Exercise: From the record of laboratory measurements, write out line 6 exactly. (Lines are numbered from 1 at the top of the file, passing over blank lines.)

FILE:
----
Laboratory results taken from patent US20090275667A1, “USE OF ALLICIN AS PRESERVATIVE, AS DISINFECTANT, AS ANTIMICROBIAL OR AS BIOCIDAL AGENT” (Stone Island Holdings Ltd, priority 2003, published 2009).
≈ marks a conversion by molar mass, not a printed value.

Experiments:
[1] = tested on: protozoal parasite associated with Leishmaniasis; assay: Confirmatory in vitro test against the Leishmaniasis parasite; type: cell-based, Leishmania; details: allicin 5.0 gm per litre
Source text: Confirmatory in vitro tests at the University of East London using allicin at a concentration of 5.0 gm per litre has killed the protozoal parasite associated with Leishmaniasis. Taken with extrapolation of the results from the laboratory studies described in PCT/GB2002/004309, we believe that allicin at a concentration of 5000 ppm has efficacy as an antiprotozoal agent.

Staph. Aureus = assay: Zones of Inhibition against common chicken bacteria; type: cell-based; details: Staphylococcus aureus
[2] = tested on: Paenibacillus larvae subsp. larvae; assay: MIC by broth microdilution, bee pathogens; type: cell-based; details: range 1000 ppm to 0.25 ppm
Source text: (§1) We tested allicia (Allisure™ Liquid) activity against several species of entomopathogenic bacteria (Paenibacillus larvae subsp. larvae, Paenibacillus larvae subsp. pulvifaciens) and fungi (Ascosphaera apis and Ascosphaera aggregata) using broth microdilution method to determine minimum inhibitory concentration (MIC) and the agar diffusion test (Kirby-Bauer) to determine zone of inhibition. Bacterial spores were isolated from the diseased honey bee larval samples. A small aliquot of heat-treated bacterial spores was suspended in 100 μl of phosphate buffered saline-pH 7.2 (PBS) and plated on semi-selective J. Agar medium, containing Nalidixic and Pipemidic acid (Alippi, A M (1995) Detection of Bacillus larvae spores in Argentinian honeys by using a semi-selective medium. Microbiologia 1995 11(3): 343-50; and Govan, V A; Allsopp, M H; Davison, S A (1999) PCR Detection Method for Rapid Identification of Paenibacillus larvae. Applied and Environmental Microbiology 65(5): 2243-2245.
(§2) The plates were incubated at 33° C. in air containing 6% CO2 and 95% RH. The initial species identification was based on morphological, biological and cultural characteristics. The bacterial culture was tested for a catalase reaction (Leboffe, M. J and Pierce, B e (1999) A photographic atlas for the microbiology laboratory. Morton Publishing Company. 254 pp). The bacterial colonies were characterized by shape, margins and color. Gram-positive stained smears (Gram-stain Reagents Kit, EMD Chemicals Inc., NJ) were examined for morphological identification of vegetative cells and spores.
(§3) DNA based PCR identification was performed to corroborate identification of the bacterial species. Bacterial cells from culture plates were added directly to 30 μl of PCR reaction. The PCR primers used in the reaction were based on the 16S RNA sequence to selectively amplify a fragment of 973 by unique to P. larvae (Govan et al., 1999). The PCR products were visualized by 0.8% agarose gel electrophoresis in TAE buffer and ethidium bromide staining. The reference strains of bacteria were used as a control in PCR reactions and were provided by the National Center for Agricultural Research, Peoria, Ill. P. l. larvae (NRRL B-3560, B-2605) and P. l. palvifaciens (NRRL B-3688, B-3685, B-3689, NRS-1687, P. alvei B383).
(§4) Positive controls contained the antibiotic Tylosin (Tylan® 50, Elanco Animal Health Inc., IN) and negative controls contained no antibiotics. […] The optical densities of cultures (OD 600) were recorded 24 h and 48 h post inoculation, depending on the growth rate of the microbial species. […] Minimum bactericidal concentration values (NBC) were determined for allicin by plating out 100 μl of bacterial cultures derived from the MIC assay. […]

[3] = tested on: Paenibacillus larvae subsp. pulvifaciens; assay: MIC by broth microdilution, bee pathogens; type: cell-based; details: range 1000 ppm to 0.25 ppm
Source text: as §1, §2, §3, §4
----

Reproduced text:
Staph. Aureus = assay: Zones of Inhibition against common chicken bacteria; type: cell-based; details: Staphylococcus aureus